Posted by: Gregory Linton | 03/13/2012

The Frequency of Student Mobility in Higher Education

In the last post, I defined terms related the phenomenon of student mobility. In this post, I will summarize statistics that reveal how frequently students earn credits from more than one institution.

Several studies have revealed the frequency of student mobility. A. C. McCormick (1997) found that, of students who began their postsecondary education in 1989-90, 45 percent had enrolled as undergraduates at more than one institution by 1994. Of these students, 35 percent had actually transferred to another institution by 1994. He also found that 28 percent of students who began at a four-year institution transferred and that 43 percent of students who began at a two-year institution transferred.

The 2005 National Survey of Student Engagement (NSSE) found that “almost half (45%) of all seniors completed at least one course at another postsecondary institution since graduating from high school but prior to enrolling at their current institution.” Also, it found that “one-third of all seniors took at least one course at another postsecondary institution since first enrolling at their current institution” (p. 19).

The National Educational Longitudinal Study of 1988 found that 57 percent of students who were high school seniors in 1992 and earned more than 10 college credits attended more than one school as undergraduates. This statistic was 51 percent for the class of 1982 and 47 percent for the class of 1972. Nearly 60 percent of the class of 1992 who earned bachelor’s degrees attended more than one school as undergraduates. These trends show that student mobility has increased in frequency over the decades. The study also found that one out of five of those who started in a four-year college and earned a bachelor’s degree earned the degree from an institution other than the one in which they began their college education (Adelman, 2004).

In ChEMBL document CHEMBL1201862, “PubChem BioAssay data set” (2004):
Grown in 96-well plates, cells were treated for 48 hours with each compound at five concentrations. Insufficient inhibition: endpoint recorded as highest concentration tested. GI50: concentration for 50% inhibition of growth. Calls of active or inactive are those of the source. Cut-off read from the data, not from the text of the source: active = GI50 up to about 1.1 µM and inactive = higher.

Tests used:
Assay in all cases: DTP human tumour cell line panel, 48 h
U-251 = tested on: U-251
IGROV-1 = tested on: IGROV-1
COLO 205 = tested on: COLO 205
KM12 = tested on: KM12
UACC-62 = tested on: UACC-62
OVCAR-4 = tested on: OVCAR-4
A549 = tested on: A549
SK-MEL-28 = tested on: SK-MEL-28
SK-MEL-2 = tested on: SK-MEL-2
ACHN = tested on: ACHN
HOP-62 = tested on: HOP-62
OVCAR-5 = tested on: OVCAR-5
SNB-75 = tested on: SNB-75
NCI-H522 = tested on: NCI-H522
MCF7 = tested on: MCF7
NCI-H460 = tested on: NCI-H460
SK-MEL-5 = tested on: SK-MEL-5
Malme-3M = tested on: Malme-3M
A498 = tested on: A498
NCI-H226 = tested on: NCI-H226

The recent report by the National Student Clearinghouse Research Center (2012) builds on these earlier studies with additional data. This study focused on all students in the U.S. who began postsecondary education in the fall of 2006, a total of 2.8 million students. It found that one-third of all students change institutions at some time before earning a degree. Of those who transfer, 37 percent do it in their second year, but 13 percent transferred in the fourth year and an additional 9 percent transferred in the fifth year. Over one-fourth of all transfers crossed state lines. Transfer rates were similar across all types of institutions except that the rate for private for-profit institutions was much lower.

The mobility of students in higher education correlates with general geographic mobility of young adults. According to Schachter, “in 2003, about one-third of 20- to 29-year olds had moved in the previous year, more than twice the moving rate of all people 1 year and older” (2004, p. 3). These trends suggest that student mobility will become even more common in the future.

Although student flow is such a common phenomenon, it is often ignored by faculty, administrators, and policymakers when they plan and design programs and policies. The recent NSC report is beginning to bring attention to the complications caused by student mobility. In future posts, I will discuss how student mobility affect areas of higher education such as curriculum design, assessment of student learning, and statistical reporting.


Adelman, C. (2004, January). Principal indicators of student academic histories in postsecondary education, 1972-2000. Washington, DC: U.S. Department of Education, Institute of Education Sciences.

McCormick, A. C. (1997, June). Transfer behavior among beginning postsecondary students: 1989-94. Postsecondary Education Descriptive Analysis Reports, NCES 97-266. Washington, DC: U.S. Department of Education, National Center for Education Statistics.

National Survey of Student Engagement. (2005). Exploring different dimensions of student engagement: 2005 annual survey results. Retrieved May 23, 2006, from

Schachter, J. P. (2004, March). Geographic mobility: 2002 to 2003. Washington, DC: U.S. Department of Commerce, U.S. Census Bureau. Current Population Reports P20-549.

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